This study examines the role of Fairtrade certification and labeling in mediating the socio-ecological relations of banana production. Bringing to bear ideas from literature on agro-industrial development and restructuring, agrifood governance, agrarian change, agricultural labor relations, and sustainability, it examines how banana farmers, workers, and their communities are affected by participation in Fairtrade commodity networks under conditions of market liberalization. It concludes that, while, under certain conditions, Fairtrade can benefit some farmers and workers, it fails to address the broader social and ecological conditions of banana production. It attributes the challenges facing the Fairtrade system to the internal dynamics of its consumer-driven, market-based, and developmental model. Specifically, I argue that Fair Trade actors' focus on the terms of exchange fails to address the imperatives of growth and accumulation inherent in capitalist commodity production, which shape outcomes for banana farmers, workers, and environments.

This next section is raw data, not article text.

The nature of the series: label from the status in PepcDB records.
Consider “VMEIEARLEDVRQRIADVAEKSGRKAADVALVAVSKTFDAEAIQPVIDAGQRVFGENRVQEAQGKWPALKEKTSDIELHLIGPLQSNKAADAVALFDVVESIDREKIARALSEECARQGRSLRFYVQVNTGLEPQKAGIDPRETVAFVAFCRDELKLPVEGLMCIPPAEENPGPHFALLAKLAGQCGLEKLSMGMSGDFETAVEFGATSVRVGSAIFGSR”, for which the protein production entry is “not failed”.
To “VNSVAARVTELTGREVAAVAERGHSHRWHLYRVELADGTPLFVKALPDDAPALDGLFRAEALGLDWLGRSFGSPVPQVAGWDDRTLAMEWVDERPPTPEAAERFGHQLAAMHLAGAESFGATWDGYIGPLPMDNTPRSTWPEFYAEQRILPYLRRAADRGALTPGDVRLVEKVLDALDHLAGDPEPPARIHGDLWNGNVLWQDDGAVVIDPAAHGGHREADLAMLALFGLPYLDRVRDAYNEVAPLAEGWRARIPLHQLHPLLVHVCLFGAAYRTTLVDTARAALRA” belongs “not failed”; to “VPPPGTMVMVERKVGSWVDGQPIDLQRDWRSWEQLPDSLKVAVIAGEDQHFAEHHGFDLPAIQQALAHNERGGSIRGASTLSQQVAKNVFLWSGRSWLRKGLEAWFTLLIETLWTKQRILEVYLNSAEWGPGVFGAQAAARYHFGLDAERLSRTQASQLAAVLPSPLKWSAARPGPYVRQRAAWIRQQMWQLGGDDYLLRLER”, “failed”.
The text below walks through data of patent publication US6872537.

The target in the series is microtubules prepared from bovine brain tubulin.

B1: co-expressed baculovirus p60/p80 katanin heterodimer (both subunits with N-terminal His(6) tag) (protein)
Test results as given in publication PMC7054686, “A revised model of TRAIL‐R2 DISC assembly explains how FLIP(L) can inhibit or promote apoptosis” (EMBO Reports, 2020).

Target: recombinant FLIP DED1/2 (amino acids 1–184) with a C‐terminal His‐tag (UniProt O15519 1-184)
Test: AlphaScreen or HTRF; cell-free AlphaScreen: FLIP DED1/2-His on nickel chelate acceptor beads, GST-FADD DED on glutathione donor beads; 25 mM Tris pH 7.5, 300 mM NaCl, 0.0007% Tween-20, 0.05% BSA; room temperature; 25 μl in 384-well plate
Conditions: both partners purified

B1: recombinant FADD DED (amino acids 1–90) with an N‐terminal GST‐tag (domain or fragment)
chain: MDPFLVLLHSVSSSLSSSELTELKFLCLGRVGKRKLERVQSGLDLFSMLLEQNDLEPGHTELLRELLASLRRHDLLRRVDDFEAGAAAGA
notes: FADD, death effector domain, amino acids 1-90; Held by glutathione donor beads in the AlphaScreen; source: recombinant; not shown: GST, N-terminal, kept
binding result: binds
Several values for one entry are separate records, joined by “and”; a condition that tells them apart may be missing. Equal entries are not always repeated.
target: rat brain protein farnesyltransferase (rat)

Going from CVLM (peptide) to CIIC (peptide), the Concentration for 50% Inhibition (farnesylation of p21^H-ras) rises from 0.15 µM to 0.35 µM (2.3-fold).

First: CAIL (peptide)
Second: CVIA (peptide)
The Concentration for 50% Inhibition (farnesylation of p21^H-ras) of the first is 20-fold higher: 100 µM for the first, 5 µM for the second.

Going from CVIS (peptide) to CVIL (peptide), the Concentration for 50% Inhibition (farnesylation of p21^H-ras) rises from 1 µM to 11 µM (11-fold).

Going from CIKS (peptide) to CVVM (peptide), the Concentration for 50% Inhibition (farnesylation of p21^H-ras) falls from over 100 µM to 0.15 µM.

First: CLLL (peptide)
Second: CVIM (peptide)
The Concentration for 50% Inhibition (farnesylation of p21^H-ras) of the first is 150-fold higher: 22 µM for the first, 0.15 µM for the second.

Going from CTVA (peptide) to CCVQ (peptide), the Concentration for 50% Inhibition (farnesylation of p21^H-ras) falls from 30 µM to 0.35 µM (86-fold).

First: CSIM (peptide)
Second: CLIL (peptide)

The analysis is based on research conducted at two key sites in the banana sector: Ecuador's South Coast and the Urabá region of Colombia. These regions have played an importation role in the expansion of Fairtrade banana supply, albeit under different conditions. In Ecuador, Fairtrade protection has primarily been extended to small farmers under the Fair Trade Labelling Organizations (FLO) Small Producer Organization standards. Meanwhile, the majority of Urabá's producers are certified under FLO's Hired Labor standards. Drawing on in-depth interviews with farmers, workers, administrative and technical staff of Fairtrade-institutions, as well as labor representatives, I find that Fairtrade certification generates uneven outcomes for different groups participating in the system. Activists and researchers have critiqued the expansion of certification to plantations and to the enrollment of transnational agribusiness companies, which they argue has undermined the position of small farmers within the Fairtrade system. Yet these critiques overlook significant socio-ecological complexity and differentiation in Fairtrade banana production. They also obscure the critical role of hired workers on small and large farms alike. The study, thus, attempts to reframe the mainstreaming debate, to place workers at the center of the Fairtrade banana story. In so doing, it argues that international Fair Trade actors must engage more fully with banana unions and labor solidarity movements in order to achieve their purported goals of supporting social and environmental justice in the global banana economy.